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Re: [ontolog-forum] Form and content

To: <ontolog-forum@xxxxxxxxxxxxxxxx>
From: "sean barker" <sean.barker@xxxxxxxxxxxxx>
Date: Thu, 10 Dec 2009 20:49:56 -0000
Message-id: <05CA40A89FE142DEB2E06849880A0F92@SMB>
    The great thing about numbers is there are so many different sorts to choose from: Naturals, integers, rationals, reals, complex, quarternons and so on, not to mention the modulo groups, the transfinite numbers and the floating point numbers (which, not being a metric space, make a mess of most theorems about numbers). I suspect if you get into the hard maths, then that will raise questions about the axiom of choice and whether you should use it. And, of course, you wouldn't be able to axiomatise even the integers in many description logics, since they are designed to prevent you describing problems that are undecidable.

Sean Barker

Bristol, UK


From: ontolog-forum-bounces@xxxxxxxxxxxxxxxx [mailto:ontolog-forum-bounces@xxxxxxxxxxxxxxxx] On Behalf Of Adrian Walker
Sent: 10 December 2009 15:20
To: [ontolog-forum]
Subject: Re: [ontolog-forum] Form and content

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Hi John,

You wrote

...anybody who needs a different ontology for numbers can use that instead.

Somehow I'm reminded of the saying "the nice thing about standards is that there are so many of them to choose from"

Seriously, if we can't agree on a standard for something as basic as a number, what are the chances for interoperability without the need for expensive and continuing human intervention?

To get a measure of how far there is still to go on this journey, here's a real world problem description that serves as a nice example of an interoperability requirement:


                         Cheers,  -- Adrian

Internet Business Logic
A Wiki and SOA Endpoint for Executable Open Vocabulary English over SQL and RDF
Online at www.reengineeringllc.com    Shared use is free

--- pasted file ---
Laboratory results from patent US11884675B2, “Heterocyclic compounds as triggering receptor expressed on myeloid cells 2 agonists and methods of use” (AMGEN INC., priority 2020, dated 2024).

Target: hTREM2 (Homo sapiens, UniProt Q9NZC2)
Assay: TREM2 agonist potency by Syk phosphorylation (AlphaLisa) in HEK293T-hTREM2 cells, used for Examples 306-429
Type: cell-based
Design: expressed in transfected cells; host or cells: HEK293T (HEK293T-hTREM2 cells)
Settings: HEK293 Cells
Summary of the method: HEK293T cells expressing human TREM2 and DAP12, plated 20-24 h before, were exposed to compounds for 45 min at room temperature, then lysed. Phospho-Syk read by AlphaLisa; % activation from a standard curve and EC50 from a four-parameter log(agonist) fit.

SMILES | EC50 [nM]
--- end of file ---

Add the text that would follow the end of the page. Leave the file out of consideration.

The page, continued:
Adrian Walker

On Thu, Dec 10, 2009 at 9:23 AM, John F. Sowa <sowa@xxxxxxxxxxx> wrote:
Most people on this list understand the distinction between form
and content, but some discussions tend to blur the distinction.
I received an offline question related to that point, and I thought
it might be useful to forward the answer to the list.

John Sowa

 > May I know what is the difference between semantic network
 > and ontology?

A semantic network is a graphical form for knowledge representation.
It can be used to express content of any kind.

An ontology is a formal definition of content, which could be
represented in many different KR languages and notations.

The distinction between form and content is critical, but some
KR languages incorporate some ontology into the basic notation.
Therefore, they would combine some content with the form.

For example, a temporal logic is likely to have at least a minimal
ontology for time built into the notation and rules of inference.
A KR language that includes arithmetic will have an ontology for
numbers and operations on numbers built into the basic language.

Common Logic is a version of logic that is as neutral as possible
about ontology.  For example, CL includes syntax for numerals, but
it does not assume any axioms about the integers represented by
those numerals.  One application might represent integers of
arbitrary length, but another might have an upper limit of 2^63.

Some people have complained about the lack of an ontology for
numbers in CL.  But there are many different ontologies that can
be added to CL as needed.  One example is the Mathematical toolkit
in the ISO standard for Z notation.  It's a fine ontology, it's
defined by an ISO standard, and anyone who wants it can use it
in conjunction with CL.  But anybody who needs a different
ontology for numbers can use that instead.

John Sowa

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